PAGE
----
Augmented driving: Honda came up with a new way to interact with the car

2 Jan

At the CES Consumer Electronics Show in Las Vegas in January, Honda will introduce a new technology for communicating with an unmanned vehicle and let everyone test it.


The other day we complained that Honda is not going to revive the iconic S2000 roadster yet, but is only preparing to celebrate its 20th anniversary with a kind of restyling, but at a new technological level, a walking sports car, as it turned out, is still possible. In the form of a concept, it will be shown at the beginning of January at the CES exhibition, and so far the company has unveiled a video teaser and a brief description.


The car is called Honda Augmented Driving Concept and, judging by the teaser, it is a convertible with retro-style elements and a 2 + 2 landing formula. Nothing has been reported about the power plant (it is most likely electric), but it is known that the concept is equipped with an autonomous driving system, in which a person can intervene at any time.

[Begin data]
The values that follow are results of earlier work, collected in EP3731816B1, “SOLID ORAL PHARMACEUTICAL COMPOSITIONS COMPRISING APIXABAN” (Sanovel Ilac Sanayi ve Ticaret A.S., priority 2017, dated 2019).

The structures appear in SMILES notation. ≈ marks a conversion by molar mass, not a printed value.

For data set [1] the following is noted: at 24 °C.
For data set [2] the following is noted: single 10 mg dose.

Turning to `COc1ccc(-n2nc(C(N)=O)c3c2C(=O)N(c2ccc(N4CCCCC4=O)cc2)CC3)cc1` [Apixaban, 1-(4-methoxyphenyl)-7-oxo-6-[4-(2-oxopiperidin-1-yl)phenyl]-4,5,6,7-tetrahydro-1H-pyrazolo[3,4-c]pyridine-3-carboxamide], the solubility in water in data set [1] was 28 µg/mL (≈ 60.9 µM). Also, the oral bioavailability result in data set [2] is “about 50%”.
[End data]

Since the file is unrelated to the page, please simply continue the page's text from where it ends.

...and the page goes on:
All controls are tied to a steering wheel with a touch rim. To conditionally start the power plant, it is enough to pat him twice. To accelerate, you need to press the steering wheel, that is, move it away from you, and for braking you need to pull on yourself. Simple and clear. The trick is that artificial intelligence is constantly included in the management process and monitors the person, trying to recognize his intentions based on modern data processing technologies. Thus, a harmonious combination of manual and autonomous control is achieved. Tired of sitting idle? Take it and drive it! Tired of steering? Throw the steering wheel and take a selfie – the electronics will immediately take control and will not let you fly off the road.

At CES, the new driving concept can be evaluated using a computer simulator, but when it can be seen on production cars is not known. So far, Honda is preparing to introduce a third-level autopilot according to SAE classification on Acura premium models, so that they can drive independently on specially equipped freeways in the United States. Such a ride, however, requires constant visual control by the person – that is, it is not autopilot yet, but one name.